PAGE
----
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A movie critic who branded Christopher Nolan's war epic, Dunkirk, an excuse for "men to celebrate maleness" has faced widespread criticism.

Mehera Bonner's scathing appraisal published in fashion magazine Marie Claire on 28 July had claimed that the film− which stars Harry Styles, Tom Hardy and Cillian Murphy− was another testosterone-filled retread.

"My main issue with Dunkirk is that it's so clearly designed for men to man-out over", she wrote. "And look, it's not like I need every movie to have 'strong female leads. Wonder Woman can probably tide me over for at least a year, and I understand that this war was dominated by brave male soldiers."

She continued: "Dunkirk felt like an excuse for men to celebrate maleness — which apparently they don't get to do enough."

Bonner went on to advise Nolan that he should have considered making a film about women or "any other marginalised group" rather than tell the story of thousands of Allied troops being forced onto the beaches of Dunkirk after the invasion of France by Nazi Germany.

Marie Claire added fuel to the flames by tweeting a link to the review along with the caption: "@dunkirkmovie feels like an excuse for men to celebrate maleness-and don't they get to do that enough already?"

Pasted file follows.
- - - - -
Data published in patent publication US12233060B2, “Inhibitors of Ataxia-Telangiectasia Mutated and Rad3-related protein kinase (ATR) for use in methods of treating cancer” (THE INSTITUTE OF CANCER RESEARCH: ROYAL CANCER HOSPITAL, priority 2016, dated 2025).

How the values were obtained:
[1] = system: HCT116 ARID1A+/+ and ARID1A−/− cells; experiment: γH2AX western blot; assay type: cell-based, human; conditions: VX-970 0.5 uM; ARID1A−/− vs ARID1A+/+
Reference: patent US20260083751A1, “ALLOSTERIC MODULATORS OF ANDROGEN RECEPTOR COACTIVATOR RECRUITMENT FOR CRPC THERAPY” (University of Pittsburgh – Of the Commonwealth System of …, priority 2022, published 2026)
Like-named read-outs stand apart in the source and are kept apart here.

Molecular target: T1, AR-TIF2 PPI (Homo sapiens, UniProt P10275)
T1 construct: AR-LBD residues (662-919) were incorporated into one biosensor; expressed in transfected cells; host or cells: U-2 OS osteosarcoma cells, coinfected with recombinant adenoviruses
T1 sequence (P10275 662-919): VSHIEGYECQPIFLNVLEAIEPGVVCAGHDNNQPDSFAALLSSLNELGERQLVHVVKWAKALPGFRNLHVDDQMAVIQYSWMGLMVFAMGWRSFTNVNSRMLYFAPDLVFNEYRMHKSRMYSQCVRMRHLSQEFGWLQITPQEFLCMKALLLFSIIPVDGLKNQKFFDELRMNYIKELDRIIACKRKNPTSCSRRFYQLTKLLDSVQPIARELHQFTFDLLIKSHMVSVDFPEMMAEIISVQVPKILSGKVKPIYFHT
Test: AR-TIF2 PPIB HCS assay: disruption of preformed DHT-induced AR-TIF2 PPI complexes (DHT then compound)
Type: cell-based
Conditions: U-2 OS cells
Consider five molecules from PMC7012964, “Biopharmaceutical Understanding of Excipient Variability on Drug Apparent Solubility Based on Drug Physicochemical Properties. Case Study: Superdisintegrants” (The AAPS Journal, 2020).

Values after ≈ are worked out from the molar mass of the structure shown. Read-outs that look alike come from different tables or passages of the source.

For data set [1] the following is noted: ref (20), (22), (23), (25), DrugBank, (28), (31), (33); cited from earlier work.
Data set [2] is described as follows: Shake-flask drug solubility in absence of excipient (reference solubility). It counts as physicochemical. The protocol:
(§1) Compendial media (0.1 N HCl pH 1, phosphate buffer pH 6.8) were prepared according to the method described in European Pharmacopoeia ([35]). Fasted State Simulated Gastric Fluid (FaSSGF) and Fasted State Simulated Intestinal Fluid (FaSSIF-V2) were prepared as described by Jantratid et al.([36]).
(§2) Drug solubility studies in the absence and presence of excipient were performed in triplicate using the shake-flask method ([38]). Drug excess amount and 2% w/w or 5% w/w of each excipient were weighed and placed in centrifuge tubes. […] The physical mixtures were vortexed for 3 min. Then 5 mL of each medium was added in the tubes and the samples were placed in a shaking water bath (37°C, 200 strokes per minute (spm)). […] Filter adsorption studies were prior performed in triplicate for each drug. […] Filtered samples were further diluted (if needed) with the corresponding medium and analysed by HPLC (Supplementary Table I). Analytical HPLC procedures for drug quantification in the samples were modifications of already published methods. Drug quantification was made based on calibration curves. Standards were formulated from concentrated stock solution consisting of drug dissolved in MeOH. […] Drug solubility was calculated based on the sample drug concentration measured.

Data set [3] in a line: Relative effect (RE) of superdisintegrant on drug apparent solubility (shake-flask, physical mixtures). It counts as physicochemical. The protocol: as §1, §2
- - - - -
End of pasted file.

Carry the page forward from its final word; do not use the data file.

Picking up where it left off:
Bonner has since been castigated on Twitter for the comments with Light-Heavyweight Kickboxing Champion Andrew Tate branding her a "moron". He hit back after reading the offending review: "Or it's a historical movie about people who died for your freedom you selfish moron."

Tate wasn't not the only person that toon issue with the review. User KYginger wrote: "Considering what those MEN accomplished and what those MEN sacrificed - I, a woman, would gladly celebrate their "maleness" every damn day."

Karen Davis Hill told her the "review spits on the heroism and self-sacrifice of every man on that beach".

Twitter user Deborah Hargreaves posted a photograph of the Dunkirk Town Cemetery in Belgium where 793 Second World War burials lie along with a caption laced with sarcasm. "Men celebrating their maleness," she wrote.

Despite raking in an estimated $45.6 million at the box office on its opening weekend, Nolan has been accused of whitewashing an important part of history. John Broich, associate professor of history at Case Western Reserve University, said he was disappointed with the missed opportunity to highlight the "significant contribution" made by Indian soldiers during the battle.

"Their appearance in the film would have provided a good reminder of how utterly central the role of the Indian Army was in the war," he told Slate. "Their service meant the difference between victory and defeat."

Watch Dunkirk trailer here: